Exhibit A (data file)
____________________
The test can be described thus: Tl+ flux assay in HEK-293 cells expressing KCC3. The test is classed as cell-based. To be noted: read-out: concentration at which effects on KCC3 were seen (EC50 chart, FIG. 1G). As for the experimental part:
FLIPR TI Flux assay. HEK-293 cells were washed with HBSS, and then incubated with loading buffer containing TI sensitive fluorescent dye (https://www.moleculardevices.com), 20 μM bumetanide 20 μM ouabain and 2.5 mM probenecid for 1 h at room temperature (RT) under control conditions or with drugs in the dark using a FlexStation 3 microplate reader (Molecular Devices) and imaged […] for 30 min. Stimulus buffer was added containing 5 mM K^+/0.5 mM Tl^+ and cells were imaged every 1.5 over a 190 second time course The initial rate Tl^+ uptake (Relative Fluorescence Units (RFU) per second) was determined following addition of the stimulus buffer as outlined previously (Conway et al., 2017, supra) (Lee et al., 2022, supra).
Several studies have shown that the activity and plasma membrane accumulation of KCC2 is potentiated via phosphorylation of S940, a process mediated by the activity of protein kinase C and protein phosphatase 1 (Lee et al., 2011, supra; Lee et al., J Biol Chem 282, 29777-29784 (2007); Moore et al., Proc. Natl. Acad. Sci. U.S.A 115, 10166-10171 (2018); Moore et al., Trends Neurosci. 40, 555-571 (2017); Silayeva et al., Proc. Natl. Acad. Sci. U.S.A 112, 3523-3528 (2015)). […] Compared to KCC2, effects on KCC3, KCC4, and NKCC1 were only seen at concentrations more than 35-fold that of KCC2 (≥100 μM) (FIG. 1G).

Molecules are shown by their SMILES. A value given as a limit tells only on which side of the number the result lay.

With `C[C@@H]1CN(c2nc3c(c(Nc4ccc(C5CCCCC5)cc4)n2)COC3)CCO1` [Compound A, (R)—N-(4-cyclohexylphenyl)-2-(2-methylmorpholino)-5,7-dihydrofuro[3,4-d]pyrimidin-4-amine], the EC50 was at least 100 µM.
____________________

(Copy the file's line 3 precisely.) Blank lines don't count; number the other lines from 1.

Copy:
Several studies have shown that the activity and plasma membrane accumulation of KCC2 is potentiated via phosphorylation of S940, a process mediated by the activity of protein kinase C and protein phosphatase 1 (Lee et al., 2011, supra; Lee et al., J Biol Chem 282, 29777-29784 (2007); Moore et al., Proc. Natl. Acad. Sci. U.S.A 115, 10166-10171 (2018); Moore et al., Trends Neurosci. 40, 555-571 (2017); Silayeva et al., Proc. Natl. Acad. Sci. U.S.A 112, 3523-3528 (2015)). […] Compared to KCC2, effects on KCC3, KCC4, and NKCC1 were only seen at concentrations more than 35-fold that of KCC2 (≥100 μM) (FIG. 1G).